LONDON (Reuters) - UK Athletics chairman Ed Warner has called time on Britain's win-at-all-cost approach, saying the focus on medals has become unhealthy and the entire elite funding structure for sport needs reviewing.
"We have reached a point where the win-at-all-cost approach of UK Sport has had its time," he told the Guardian on Friday.
"There is too much of a culture of medal winners and non-medal winners which is unhealthy and doesn’t speak well for us as a sporting society."
London is hosting the world athletics championships in August and Warner is the most outspoken senior figure so far to criticise the body that distributes government and National Lottery funding to sport in Britain.
UK Sport's ruthless approach has produced record returns, with Britain second in the medals table at last year's Rio Olympics with 27 gold medals and 67 in total, but also caused controversy.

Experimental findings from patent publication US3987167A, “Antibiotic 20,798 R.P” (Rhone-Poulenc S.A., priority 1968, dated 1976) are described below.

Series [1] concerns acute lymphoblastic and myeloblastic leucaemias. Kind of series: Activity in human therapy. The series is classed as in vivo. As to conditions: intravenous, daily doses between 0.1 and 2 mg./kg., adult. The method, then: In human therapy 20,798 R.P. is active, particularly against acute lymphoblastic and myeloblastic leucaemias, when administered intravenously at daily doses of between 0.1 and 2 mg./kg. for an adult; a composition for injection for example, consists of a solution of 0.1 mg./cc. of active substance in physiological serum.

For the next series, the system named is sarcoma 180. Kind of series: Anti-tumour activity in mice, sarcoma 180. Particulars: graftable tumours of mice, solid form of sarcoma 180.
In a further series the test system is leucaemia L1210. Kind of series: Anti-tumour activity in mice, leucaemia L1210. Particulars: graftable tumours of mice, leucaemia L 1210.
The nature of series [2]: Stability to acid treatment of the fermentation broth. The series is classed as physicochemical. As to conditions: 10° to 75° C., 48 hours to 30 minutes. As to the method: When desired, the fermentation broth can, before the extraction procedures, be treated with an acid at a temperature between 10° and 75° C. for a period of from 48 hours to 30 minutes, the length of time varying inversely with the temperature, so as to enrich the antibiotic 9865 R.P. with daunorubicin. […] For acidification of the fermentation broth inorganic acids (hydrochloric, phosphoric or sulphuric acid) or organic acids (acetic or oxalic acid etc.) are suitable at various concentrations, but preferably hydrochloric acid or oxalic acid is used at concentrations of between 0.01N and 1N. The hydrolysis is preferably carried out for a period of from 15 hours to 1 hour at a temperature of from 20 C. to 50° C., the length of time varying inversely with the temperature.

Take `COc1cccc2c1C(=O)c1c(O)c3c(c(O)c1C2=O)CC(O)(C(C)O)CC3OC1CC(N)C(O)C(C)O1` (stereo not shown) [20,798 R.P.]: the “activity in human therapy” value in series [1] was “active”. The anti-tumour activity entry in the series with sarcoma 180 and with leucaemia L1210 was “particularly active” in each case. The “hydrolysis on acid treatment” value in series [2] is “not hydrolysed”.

British cycling has been engulfed by allegations of bullying and sexism, with former performance director Dave Brailsford defending the organisation as "medallist" and meritocratic.
UK Sport's chief executive Liz Nicholl has said the latest round of funding leading up to the 2020 Tokyo Olympics is "uncompromisingly focused on excellence, relative merit and what it takes to pursue the ambition to win more medals and create more medallists in Tokyo to inspire the nation".
That has meant sports such as badminton, basketball and wheelchair rugby missing out.
Warner hoped it was not too late for "a more elegant and intelligent objective than a pure medal-winning yardstick" and a rethink of some decisions.
"That might lead to some sports that are being disenfranchised still being able to be included in Tokyo funding," he added.
"Nothing would give a lot of people, including me, greater pleasure than seeing some of the sports that had their funding chopped go to Tokyo and win medals – and be able to stick a metaphorical finger up at those who say right now that they don’t have any chances."
(Reporting by Alan Baldwin; Editing by Alison Williams)